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JAZZ NOTES

KLON Sweats Out Congressional Arts War

February 10, 1995|ZAN STEWART | SPECIAL TO THE TIMES

Radio station KLON-FM (88.1), the only full-time jazz station in Southern California, may be facing more hard times ahead.

Several years ago, the station, based on the campus of Cal State Long Beach, lost its $750,000 a year grant from the university. Now, arguments are heating up in Congress over the issue of federal funding for public broadcasting.

If subsidies are cut or eliminated--as many lawmakers now advocate--the 24-hour, nonprofit jazz station licensed to CSULB may lose as much as $300,000 in subsidies. These funds, which make up 13.9% of KLON's annual $2.1-million budget, are essential to the services provided by the station, says Judy Jankowski, the station's general manager.

"Because we're a public station, we can get lines of credit based upon the moneys awarded to us," says Jankowski. "And the subsidies help us with cash flow, which is so important."

Jankowski acknowledged that KLON does have a line of credit with a bank. That might not be possible without federal grants, she says: "It's hard to get a line of credit based upon promises of people to pay a pledge."

Were KLON to lose its subsidy, Jankowski says the station might drop such services as a secondary studio-to-transmitter link, which sends the station's signal to its transmitter. Also in jeopardy would be some phone lines ("The life blood of a station"), KLON's jazz guide, a 24-hour listing of live performances in Southern California ("We'd have to see if we could sell it") and the station's program guide, which is now printed only once every three months.

KLON's listeners, aware of the station's situation, responded solidly to its winter fund drive, held Jan. 21-29. "We had set a modest of goal of $150,000, and we received $215,000," Jankowski says.

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Jazz at Troubadour: The Troubadour, long a bastion of alternative and hard rock, is looking to book jazz on a regular basis. Keyboardist Jeff Lorber appeared there earlier this week, pianist Jacky Terrason is scheduled for Tuesday, flutist Nestor Torres arrives Thursday and drummer Billy Cobham works March 1.

"We're definitely testing the waters," says Zack Zalon, a manager of the West Hollywood room. "We're always trying to expand our horizons and we consider excellent jazz to be the next logical step."

Terrason, winner of the 1993 Thelonious Monk International Piano Competition, will be accompanied at the Troubadour by bassist Ugonna Okegwo and drummer Leon Parker, who also appear on Terrason's recent Blue Note records debut. Showtime is 8:30 p.m., the opening act is Bertha D. Blues and tickets are $12.50.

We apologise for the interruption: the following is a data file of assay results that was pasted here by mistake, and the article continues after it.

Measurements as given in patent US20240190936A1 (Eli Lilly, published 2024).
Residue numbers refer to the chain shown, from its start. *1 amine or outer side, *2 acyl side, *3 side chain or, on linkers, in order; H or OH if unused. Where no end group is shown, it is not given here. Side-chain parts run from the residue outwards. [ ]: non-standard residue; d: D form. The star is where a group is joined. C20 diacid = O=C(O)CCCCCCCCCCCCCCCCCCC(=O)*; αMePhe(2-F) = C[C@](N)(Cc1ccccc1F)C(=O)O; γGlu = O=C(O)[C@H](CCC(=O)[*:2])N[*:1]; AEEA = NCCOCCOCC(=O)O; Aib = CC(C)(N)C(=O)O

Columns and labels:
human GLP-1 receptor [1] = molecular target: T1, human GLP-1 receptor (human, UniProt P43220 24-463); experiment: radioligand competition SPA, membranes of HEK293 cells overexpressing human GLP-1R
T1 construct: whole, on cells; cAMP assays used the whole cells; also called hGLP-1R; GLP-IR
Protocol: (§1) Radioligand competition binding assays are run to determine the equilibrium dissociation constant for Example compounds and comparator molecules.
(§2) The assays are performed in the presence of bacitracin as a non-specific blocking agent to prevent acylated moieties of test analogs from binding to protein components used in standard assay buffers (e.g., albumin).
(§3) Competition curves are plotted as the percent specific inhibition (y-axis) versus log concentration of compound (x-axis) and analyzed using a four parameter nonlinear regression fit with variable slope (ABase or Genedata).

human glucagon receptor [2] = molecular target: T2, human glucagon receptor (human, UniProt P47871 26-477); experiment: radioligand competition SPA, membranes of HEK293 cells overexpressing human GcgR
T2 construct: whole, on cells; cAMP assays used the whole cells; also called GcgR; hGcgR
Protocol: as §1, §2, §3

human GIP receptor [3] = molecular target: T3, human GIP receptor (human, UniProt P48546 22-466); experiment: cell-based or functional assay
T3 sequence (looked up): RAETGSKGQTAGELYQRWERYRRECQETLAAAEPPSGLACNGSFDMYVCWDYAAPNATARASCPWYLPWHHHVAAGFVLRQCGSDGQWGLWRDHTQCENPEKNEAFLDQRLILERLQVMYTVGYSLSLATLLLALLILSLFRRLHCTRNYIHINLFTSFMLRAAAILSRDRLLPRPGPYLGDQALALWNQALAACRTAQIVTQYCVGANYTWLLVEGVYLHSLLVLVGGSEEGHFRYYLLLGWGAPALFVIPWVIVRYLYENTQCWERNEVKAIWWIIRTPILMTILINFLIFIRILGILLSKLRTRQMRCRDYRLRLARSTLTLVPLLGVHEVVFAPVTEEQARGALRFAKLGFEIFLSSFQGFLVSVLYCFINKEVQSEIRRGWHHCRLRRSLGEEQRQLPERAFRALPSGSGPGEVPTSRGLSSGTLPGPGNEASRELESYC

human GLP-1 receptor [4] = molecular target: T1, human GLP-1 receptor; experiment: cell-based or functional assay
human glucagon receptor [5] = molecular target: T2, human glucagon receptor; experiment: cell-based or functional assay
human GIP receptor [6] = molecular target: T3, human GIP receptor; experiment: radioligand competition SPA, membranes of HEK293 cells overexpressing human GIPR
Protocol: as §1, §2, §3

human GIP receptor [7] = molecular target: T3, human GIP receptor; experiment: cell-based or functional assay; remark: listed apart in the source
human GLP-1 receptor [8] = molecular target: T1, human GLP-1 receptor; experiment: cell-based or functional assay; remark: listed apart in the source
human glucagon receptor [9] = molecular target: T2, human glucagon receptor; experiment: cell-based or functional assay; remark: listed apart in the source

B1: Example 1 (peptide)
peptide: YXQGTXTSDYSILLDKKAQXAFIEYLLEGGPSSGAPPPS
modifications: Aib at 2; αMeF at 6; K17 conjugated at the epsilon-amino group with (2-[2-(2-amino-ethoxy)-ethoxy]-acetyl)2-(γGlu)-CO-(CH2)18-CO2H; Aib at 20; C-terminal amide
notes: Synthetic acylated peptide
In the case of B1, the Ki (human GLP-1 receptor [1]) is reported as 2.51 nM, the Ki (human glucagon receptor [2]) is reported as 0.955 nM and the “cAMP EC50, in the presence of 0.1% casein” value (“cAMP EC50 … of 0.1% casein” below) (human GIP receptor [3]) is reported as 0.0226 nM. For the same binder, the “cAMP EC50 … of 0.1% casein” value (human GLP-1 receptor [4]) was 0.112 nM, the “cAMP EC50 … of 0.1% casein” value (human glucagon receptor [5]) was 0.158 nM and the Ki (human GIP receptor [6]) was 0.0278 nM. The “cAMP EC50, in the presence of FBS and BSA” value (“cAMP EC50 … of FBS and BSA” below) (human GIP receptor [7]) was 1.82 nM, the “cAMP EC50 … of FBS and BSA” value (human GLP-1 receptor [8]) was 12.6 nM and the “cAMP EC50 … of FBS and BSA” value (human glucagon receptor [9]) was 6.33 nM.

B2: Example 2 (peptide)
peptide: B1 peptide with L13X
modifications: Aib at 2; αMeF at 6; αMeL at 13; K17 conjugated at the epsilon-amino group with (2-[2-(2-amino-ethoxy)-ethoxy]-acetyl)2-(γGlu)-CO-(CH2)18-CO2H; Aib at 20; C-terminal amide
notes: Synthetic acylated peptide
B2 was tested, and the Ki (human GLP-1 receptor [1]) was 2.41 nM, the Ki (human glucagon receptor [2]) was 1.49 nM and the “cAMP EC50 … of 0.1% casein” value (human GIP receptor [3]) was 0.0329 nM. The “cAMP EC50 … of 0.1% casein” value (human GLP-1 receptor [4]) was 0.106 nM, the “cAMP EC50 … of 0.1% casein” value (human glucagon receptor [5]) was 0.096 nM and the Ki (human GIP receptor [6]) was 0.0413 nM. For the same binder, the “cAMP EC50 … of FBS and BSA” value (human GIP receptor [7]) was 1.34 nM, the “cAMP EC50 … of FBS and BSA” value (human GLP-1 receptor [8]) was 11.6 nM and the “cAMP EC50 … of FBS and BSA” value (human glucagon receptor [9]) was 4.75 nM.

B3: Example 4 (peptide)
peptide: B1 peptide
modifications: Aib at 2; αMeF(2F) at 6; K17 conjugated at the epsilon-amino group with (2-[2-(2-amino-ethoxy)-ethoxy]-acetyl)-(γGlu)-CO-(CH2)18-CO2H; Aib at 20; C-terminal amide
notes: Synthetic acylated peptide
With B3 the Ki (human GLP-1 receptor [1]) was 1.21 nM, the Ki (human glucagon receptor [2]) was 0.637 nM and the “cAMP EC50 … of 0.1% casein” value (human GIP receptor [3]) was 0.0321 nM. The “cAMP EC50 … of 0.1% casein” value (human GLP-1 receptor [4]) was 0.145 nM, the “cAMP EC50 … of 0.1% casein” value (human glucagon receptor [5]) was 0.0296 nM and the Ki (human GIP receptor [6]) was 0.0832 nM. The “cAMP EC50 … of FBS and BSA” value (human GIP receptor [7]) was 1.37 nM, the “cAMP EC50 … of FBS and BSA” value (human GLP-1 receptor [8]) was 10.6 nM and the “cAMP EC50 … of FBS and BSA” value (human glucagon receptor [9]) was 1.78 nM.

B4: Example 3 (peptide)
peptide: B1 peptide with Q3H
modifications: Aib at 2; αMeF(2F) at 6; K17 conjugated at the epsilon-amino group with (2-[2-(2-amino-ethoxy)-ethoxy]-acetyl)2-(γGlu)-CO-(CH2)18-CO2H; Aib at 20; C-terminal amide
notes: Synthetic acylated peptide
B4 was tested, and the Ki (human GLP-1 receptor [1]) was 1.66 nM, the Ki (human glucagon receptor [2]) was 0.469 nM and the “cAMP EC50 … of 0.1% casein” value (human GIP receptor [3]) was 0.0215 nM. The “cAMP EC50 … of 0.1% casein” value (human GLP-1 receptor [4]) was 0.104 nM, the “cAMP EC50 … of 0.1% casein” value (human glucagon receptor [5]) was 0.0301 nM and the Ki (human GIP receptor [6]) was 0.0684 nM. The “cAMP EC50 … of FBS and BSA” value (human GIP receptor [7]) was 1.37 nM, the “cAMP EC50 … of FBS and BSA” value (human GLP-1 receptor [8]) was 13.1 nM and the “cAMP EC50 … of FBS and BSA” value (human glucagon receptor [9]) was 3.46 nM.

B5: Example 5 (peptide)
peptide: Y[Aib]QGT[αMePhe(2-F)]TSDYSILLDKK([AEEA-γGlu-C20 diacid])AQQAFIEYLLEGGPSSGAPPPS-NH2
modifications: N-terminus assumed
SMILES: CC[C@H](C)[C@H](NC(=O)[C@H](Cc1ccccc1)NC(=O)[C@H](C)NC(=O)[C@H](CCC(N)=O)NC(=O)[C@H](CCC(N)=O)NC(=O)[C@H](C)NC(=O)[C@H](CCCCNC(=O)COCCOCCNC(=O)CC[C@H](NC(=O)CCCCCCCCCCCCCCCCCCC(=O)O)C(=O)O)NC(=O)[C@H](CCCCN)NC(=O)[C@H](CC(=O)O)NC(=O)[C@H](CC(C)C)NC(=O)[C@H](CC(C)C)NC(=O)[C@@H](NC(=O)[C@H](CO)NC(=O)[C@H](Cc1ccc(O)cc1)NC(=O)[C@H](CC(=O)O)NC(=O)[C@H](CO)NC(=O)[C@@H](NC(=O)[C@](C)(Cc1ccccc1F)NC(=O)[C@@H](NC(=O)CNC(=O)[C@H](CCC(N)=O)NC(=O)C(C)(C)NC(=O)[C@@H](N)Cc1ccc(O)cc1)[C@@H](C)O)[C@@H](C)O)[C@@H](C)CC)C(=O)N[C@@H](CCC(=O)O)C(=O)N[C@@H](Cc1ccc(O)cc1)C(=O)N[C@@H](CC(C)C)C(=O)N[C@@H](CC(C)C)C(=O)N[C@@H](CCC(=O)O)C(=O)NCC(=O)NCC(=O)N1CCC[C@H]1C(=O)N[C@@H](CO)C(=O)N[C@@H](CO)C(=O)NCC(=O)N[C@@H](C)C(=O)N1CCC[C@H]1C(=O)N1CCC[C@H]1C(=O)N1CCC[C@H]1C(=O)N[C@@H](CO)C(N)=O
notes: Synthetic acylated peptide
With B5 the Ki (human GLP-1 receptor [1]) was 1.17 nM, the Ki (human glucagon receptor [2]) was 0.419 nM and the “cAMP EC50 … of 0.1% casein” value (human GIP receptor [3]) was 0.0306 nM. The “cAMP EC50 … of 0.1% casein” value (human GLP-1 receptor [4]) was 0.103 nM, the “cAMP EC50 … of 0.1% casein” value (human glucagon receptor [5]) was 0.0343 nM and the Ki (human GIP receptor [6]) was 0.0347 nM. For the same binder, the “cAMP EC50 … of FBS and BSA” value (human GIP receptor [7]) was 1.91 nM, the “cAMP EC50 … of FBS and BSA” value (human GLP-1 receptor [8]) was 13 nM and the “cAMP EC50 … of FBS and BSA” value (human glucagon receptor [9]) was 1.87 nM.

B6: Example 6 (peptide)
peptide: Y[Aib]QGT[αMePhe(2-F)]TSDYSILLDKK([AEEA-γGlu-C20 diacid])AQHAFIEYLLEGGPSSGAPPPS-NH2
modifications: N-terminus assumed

Sterling Latin flutist Torres will have L.A.-based Latin jazz violinist Susie Hansen as opening act. Showtime is 8 p.m., $15 cover.

Information: (310) 276-1158.

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Rubalcaba Coming to L.A.: Gonzalo Rubalcaba, the Cuban pianist who first appeared in Los Angeles last spring at the Wadsworth Theater, has been signed to a six-night stand at Catalina Bar & Grill, (213) 466-2210. Rubalcaba will perform at the Hollywood nightspot from April 4-9 as part of a West Coast tour that includes dates in San Francisco and Seattle. The pianist will also appear in Southern California on the Grammy Awards telecast, broadcast March 1 from the Shrine Auditorium, and at Jazz at the Bowl on Aug. 16. at the Hollywood Bowl.

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Remembering Art Taylor: Art Taylor, one of the masters of jazz drumming, died Monday in New York at the age of 65. Taylor, who grew up in Harlem and was a childhood friend of Sonny Rollins and Jackie McLean, appeared on many classic jazz recordings, among them Bud Powell's "Bouncin' With Bud," John Coltrane's "Giant Steps" and Thelonious Monk's "Orchestra at Town Hall." He was also the author of the book "Notes and Tones," a collection of insightful interviews with his colleagues, among them Rollins, Monk, Miles Davis and Art Blakey. His band, Taylor's Wailers, recorded for Verve and Enja, and he played with vigor on recent recordings with saxman Steve Grossman and others. The cause of Taylor's death was not announced.

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